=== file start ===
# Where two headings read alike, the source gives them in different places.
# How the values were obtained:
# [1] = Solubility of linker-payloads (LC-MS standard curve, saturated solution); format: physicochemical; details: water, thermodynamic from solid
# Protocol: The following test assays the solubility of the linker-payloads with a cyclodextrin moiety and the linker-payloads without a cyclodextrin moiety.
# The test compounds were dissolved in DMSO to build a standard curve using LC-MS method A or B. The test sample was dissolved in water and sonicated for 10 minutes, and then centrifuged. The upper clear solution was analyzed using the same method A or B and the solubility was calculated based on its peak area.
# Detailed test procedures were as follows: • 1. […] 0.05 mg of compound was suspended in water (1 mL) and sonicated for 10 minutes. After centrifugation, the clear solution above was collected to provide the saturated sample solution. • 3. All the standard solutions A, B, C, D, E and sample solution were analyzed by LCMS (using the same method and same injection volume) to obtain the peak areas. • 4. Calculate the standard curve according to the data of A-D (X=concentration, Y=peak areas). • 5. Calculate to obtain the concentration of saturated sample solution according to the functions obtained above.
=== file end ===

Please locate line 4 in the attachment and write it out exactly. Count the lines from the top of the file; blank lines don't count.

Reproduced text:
# Protocol: The following test assays the solubility of the linker-payloads with a cyclodextrin moiety and the linker-payloads without a cyclodextrin moiety.